ALZHEIMER’S AND THE ART OF DOWNSIZING

DOWNSIZING: TIMING IS EVERYTHING

Holding back full closet

Whether you are caring for someone with Alzheimer’s or not, downsizing is easier to do sooner than later.

February 1, 2013 – As we continue with life’s journey along its often bumpy highway there comes a time to think about, if not begin, downsizing; a polite way of saying “get rid of some of that stuff.”  Whether the husband or wife has Alzheimer’s, or any other kind of debilitating or terminal illness, isn’t necessarily part of this decision. Possessions – stuff – have a tendency to reproduce and accumulate; well perhaps not reproduce, it just feels that way.  However, stuff does seem to constantly collect jamming drawers, crowding closets and overwhelming the garage while the inhabitants continue searching for additional storage.

(Special Note: This blog has been nominated for  The Best Seniorhomes.com Senior Living Award, Personal Blog. Please give it a vote by clicking on the certificate to the left. Thanks!)

My sister Janet has been telling me to downsize for the past 25 years, yet her hobby on the weekend has been visiting yard and garage sales – and buying.  I chuckle at the irony, but she does practice what she preaches and downsizes frequently donating her past finds and treasurers to local charities, or she buys another house.  Nevertheless, her homes remain uncluttered and charming.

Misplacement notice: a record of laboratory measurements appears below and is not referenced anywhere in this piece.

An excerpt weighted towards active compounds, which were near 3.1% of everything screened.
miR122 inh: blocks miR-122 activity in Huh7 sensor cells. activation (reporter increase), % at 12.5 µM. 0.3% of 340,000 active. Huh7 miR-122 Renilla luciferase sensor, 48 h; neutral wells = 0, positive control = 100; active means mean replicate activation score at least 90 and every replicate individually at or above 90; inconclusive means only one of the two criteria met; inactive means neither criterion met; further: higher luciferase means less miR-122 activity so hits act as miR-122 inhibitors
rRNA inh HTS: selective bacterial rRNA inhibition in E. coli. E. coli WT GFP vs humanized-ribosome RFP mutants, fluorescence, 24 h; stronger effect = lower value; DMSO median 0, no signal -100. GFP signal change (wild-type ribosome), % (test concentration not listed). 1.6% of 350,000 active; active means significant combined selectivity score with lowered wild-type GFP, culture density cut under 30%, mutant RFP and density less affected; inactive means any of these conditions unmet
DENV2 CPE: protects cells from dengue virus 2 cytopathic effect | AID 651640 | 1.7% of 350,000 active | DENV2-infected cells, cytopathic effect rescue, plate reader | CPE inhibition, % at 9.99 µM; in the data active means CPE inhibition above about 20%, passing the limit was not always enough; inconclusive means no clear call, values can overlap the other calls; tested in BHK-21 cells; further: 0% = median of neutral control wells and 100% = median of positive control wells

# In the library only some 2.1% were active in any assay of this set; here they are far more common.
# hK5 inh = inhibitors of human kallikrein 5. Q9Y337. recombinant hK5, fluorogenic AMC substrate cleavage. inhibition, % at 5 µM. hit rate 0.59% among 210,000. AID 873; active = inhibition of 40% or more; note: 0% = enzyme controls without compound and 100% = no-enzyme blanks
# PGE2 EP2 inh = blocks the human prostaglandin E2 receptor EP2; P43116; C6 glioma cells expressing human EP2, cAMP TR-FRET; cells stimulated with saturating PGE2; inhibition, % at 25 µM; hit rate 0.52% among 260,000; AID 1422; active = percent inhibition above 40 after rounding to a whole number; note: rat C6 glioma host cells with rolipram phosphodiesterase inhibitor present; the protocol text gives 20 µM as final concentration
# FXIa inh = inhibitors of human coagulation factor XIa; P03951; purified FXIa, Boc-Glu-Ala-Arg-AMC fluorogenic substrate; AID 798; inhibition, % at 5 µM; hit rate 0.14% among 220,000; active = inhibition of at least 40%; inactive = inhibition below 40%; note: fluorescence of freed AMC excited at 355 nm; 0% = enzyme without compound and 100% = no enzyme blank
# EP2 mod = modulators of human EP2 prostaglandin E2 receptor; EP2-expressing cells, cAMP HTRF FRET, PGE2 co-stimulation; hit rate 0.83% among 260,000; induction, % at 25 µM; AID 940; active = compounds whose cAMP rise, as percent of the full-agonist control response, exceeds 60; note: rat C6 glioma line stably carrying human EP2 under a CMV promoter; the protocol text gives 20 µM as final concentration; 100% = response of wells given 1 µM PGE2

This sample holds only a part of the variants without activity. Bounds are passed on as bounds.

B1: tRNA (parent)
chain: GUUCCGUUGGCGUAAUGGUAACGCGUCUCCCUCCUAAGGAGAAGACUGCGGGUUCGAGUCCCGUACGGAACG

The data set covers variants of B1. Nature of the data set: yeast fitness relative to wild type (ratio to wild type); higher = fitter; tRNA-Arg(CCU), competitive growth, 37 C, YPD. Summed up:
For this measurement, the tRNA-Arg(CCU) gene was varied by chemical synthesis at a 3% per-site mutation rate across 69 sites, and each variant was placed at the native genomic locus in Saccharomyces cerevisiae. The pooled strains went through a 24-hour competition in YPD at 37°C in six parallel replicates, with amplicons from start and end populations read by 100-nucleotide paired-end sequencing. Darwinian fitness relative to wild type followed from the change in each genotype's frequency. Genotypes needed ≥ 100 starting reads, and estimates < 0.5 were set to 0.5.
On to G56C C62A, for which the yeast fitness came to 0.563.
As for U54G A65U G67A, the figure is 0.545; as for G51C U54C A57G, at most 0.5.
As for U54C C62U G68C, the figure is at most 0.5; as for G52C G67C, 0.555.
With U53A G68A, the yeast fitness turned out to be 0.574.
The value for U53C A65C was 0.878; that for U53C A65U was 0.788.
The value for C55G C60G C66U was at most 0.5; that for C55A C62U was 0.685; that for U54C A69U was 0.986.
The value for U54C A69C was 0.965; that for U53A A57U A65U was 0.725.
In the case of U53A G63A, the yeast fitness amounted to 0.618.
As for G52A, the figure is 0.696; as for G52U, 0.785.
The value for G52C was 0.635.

Downsizing for me not only includes getting rid of some of my stuff, but making decisions about what to do with Ken’s stuff. The difficult part isn’t so much with things in general as it with hobbies, personal possessions and clothing belonging to those whose future has become less than certain.

SIMPLIFY:  EASIER NOW THAN LATER

My first experience of deciding what to do with other people’s stuff came when my father elected to move from his and my mother’s country place to be closer to me and Ken. My mom, Irene, had been suffering mild cognitive loss for nearly two years.  A woman with many talents there was evidence everywhere of her creativity, flair and joy in doing.  There was also evidence she had a dementia – probably Alzheimer’s.

MAKING A DENT IN A LIFETIME OF ACQUISITION                                                                                                                                                                                                                                         

I arrived at their home to begin packing.  Little by little I sorted through 60 years of living filling box after box to be moved nearly one hundred miles south into a much smaller house.  Dad had built special storage areas for matt boards, paintings, works in progress and papers of various values and textures for her art projects.

Sorting through years of sketches, pastels, landscapes, a few nudes and early attempts the thought struck me that I needed to make decisions for her myriad of “stuff” which, I believed, she would never miss, and I needed to do it right then and there.  “But what if she does miss something,” I asked myself. “She will be so angry with me if I toss without asking, but if I ask, she will insist on saving all of it – even with her slightly demented mind.”